But the woman who hired me plans to place me primarily at an elementary school working as a counselor/behavior specialist with “problem” children for grades PK-5. I am passingly familiar with the school – and its reputation. A friend of mine tutors students there after classes, and he says it is very troubled – that a lot of the kids are difficult to teach and control. The families who send their children there are mostly low income, as evidenced by data I found on the school which indicated that over 90% of the students are eligible for free lunches. My boss says there is a total caseload at the school of 52. The school only has about 250 students, meaning that an unusually large percentage of the kids are considered problematic.  

It's On! Recap and Commentary on the First Republican Debate (2012)

I don’t know whether many people (especially on the left) had the stomach to watch this 90 minute exercise in silliness and futility, but I personally am a bit of a masochist. I sat through the full thing, knowing all the while that it was over an hour of my life I could never get back. For the most part, little of interest was said, though I must confess to a few points of agreement on my part with a couple of the candidates (95% disagreement of course). There were even some laughs scattered throughout, so I can hardly call it a complete waste, can I?

Let’s have a look at what was on the table tonight.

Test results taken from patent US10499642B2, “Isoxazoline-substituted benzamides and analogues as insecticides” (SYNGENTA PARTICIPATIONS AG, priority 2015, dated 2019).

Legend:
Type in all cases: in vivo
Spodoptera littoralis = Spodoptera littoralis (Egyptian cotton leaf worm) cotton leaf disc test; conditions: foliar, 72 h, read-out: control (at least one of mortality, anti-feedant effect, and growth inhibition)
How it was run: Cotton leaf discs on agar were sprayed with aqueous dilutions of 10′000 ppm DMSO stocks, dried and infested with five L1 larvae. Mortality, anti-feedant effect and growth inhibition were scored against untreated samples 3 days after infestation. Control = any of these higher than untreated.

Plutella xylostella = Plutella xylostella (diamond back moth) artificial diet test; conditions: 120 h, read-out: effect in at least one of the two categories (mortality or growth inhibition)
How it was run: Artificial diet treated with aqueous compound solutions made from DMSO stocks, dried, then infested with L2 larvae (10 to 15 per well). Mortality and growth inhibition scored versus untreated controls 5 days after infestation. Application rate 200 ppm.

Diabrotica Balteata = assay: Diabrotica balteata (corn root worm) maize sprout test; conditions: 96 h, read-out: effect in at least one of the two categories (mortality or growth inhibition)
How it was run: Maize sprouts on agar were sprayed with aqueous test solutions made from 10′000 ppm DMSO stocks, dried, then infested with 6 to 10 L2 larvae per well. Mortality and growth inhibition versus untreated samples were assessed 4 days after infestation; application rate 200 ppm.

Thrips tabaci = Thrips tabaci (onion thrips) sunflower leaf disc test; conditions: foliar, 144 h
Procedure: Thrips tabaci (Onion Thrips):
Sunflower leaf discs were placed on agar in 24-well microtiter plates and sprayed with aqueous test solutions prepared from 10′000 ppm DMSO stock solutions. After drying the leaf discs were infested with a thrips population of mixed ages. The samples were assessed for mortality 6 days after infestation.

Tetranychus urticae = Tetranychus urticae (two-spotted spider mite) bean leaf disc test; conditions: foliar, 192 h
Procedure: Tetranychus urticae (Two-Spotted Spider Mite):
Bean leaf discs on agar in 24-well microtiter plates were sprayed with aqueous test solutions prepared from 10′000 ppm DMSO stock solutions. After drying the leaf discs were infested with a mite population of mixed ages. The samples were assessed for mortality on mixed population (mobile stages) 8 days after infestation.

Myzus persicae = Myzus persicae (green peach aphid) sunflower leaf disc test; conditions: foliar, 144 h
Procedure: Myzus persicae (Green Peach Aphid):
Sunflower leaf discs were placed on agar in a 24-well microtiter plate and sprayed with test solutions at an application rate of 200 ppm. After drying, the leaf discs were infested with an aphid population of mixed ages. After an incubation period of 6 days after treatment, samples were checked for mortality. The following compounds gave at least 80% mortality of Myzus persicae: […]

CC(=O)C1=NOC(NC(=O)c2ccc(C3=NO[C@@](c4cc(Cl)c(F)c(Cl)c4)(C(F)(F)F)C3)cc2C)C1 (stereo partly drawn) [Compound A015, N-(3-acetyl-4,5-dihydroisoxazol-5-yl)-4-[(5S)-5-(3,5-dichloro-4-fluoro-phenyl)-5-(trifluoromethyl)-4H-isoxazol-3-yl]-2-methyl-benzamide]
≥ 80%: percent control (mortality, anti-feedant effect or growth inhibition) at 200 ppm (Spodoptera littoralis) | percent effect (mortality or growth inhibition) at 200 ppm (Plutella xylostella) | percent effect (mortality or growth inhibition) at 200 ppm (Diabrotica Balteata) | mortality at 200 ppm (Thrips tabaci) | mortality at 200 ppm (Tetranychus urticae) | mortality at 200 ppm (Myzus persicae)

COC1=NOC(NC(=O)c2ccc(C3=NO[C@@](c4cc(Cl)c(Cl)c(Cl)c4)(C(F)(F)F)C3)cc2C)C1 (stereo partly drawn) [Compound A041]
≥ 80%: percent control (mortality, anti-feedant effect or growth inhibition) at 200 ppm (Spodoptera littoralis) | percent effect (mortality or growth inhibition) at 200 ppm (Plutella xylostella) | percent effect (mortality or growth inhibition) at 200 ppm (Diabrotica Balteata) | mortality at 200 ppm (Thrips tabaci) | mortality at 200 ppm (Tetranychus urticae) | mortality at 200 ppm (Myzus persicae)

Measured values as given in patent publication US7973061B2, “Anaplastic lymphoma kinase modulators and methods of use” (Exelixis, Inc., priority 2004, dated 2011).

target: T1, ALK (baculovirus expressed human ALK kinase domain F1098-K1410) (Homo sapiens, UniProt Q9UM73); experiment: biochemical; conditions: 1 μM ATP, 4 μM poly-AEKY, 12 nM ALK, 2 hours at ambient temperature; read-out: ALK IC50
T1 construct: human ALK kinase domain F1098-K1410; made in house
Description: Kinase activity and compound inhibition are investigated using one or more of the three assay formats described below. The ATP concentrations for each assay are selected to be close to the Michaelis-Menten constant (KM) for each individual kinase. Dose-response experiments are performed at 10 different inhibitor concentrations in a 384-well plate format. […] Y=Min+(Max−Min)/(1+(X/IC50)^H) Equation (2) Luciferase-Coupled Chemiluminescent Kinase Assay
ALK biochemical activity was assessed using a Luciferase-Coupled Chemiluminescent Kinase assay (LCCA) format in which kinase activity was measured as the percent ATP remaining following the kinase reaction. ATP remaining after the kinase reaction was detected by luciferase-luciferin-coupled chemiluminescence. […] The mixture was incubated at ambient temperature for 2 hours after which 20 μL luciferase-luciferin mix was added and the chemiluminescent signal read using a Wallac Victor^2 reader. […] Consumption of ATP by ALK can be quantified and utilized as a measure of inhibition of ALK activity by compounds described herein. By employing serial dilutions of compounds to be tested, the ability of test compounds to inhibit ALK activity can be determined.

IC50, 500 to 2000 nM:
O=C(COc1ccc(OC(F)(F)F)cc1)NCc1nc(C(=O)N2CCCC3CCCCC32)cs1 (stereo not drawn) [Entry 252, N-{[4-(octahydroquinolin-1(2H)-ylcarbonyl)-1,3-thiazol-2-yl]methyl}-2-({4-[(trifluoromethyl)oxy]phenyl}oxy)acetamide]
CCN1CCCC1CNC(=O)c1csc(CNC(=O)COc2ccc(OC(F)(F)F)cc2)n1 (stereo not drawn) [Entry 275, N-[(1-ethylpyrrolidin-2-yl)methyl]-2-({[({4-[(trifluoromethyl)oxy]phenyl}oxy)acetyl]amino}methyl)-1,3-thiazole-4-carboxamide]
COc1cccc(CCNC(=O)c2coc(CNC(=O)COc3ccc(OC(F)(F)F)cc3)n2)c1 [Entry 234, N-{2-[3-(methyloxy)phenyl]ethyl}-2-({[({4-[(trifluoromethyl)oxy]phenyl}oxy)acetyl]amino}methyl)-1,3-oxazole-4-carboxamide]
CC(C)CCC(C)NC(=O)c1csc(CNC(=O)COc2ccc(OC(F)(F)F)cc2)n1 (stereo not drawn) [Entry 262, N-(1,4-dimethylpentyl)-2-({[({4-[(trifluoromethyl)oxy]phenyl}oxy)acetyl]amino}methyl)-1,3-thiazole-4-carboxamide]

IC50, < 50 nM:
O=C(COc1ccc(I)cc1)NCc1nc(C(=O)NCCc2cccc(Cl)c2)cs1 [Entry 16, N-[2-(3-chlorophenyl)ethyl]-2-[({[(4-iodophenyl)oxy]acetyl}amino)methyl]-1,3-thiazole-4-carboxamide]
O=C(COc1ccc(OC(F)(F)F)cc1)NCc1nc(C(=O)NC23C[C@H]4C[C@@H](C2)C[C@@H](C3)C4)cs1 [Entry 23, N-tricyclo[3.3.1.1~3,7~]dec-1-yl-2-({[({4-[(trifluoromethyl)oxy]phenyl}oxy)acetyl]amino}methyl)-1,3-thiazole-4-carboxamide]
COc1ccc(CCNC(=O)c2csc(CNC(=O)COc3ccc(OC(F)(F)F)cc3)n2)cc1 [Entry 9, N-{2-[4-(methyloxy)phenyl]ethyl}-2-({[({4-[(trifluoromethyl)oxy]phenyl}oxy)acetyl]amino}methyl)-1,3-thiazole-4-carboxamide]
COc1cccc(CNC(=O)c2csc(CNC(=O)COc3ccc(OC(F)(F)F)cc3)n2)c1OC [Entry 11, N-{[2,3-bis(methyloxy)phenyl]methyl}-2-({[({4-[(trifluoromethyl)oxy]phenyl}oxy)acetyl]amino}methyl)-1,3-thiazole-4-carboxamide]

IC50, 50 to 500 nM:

Sleepless: A Lifetime of Insomnia

I’m not literally sleepless.

That’s not how it works, of course.

Everyone sleeps.

Eventually, anyway.

I’ve been meaning to write a diary about insomnia, but I had intended to do it first from a clinical perspective for the Mental Health Awareness group. I thought a personal account might be interesting to some, though, as a primer of sorts – or for a strange-ish perspective.

Insomnia is “common,” but mine is not. My insomnia was diagnosed long before any of my other issues – that’s because it is a rather rare form of insomnia. It has been present since I was an infant and a part of my reality for as long as I can recall. It is called idiopathic insomnia, seemingly to reflect the fact that it has no known cause, and is found in less than one percent of the population.  

HIV / AIDS and Mental Health: An Overview

I’d like to discuss HIV/AIDS as it pertains to mental health, since I think it’s a topic that deserves more emphasis. I think it’s fairly intuitive that living with a disease like HIV/AIDS would be likely to have an adverse impact on one’s mental health. This goes for living with a lot of illnesses, especially life-threatening ones, but I believe there is still a special social stigma attached to HIV/AIDS which makes the reality of coping with it in a sometimes cold and judgmental world all that much harder. For the purposes of this diary, I will not be delving heavily into signs/symptoms or statistics for the populations affected. Rather, I want to focus on the mental health concerns that go along it.